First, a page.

Bioremediation of Soil Contaminated with Spent Engine Oil using Pig Dung
Journal of Advances in Microbiology
Studies were carried out to investigate the bioremediation potential of pig dung in a soil contaminated with spent engine oil. Soil samples were obtained from the Ofrima complex, University of Port Harcourt. The soil samples were contaminated with various concentrations (50 ml and 100 ml) of spent engine oil and allowed for 21 days for proper exposure, mimicking natural spill. This was followed by the addition of the pig dung. The experimental setup was labeled sample A (1 kg soil + 100 g pig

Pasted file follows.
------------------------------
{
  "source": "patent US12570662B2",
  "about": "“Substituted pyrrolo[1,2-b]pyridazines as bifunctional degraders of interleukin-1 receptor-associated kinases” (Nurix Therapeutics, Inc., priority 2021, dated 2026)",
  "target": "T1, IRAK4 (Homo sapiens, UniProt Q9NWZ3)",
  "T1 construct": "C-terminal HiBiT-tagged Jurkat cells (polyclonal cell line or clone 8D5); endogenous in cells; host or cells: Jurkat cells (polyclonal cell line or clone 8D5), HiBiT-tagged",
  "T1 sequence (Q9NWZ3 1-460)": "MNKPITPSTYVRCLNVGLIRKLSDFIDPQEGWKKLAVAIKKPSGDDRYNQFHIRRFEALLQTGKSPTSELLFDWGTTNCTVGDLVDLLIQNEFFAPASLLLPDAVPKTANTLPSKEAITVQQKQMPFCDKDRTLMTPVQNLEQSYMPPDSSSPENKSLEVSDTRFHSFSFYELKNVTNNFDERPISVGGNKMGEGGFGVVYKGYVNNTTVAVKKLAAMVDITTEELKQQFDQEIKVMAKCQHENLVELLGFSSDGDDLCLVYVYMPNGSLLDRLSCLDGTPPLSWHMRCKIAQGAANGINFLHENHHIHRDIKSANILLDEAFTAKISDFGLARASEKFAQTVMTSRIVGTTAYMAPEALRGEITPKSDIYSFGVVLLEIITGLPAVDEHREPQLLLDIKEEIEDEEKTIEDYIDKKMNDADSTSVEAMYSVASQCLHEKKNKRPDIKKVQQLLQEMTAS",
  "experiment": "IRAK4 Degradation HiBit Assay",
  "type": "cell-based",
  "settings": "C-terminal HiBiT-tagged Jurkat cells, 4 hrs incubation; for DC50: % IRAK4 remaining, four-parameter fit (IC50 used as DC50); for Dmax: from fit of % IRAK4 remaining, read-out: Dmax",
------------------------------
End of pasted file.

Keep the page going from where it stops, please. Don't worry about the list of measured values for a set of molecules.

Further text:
... ng + 50 ml spent engine oil) and sample B (1 kg soil + 100 g pig dung + 100 ml spent engine oil). The physicochemical parameters and the microbiological analysis were done using standard methods. The total petroleum hydrocarbon was analyzed using gas chromatographic methods. Analyses were carried out at 14 days intervals for 28 days. The physicochemical parameter results showed a reduction in pH values in the contaminated soil samples, ranging from 6.21 - 6.65 in sample A and 6.57 - 6.87 in sample B. Temperature values were constant at 230C from day 1 to day 14 in sample A and increased at day 28 to 24 0C, also for sample B, the temperature was constant at 230C from day 1 to day14 and increased at day 28 to 26 0C. The amount of heavy metal (Lead) content decreased from 4.3645 - 1.93676 (mg/kg) and 6.18361 - 3.89654 (mg/kg) for samples A and B, respectively. There was also a significant reduction in the amount of Total Petroleum Hydrocarbon, from 16631.86 - 3280.83 mg/kg for sample A and 18464.73 - 6784.60 mg/kg for sample B. The THB counts for samples A and B ranged from 7.73 - 7.91 and 7.05-8.20 (Log cfu/g), respectively. The fungal counts ranged from 3.99–4.58 and 5.12 - 7.93 (Log cfu/g) for samples A and B respectively. HUB counts ranged from 4.52–5.09 and 4.93- 5.55 (Log cfu/g) for samples A and B, respectively. The HUF counts ranged from 4.12 - 5.49 and 4.13 - 4.70 (Log cfu/g) for samples A and B, respectively. The results clearly showed that microorganisms capable of utilizing total petroleum hydrocarbon were present, also the pig dung showed both bio-stimulation and bio-augmentation tendency to attract high microbial load which supported the bioremediation of the spent engine oil contaminated soil.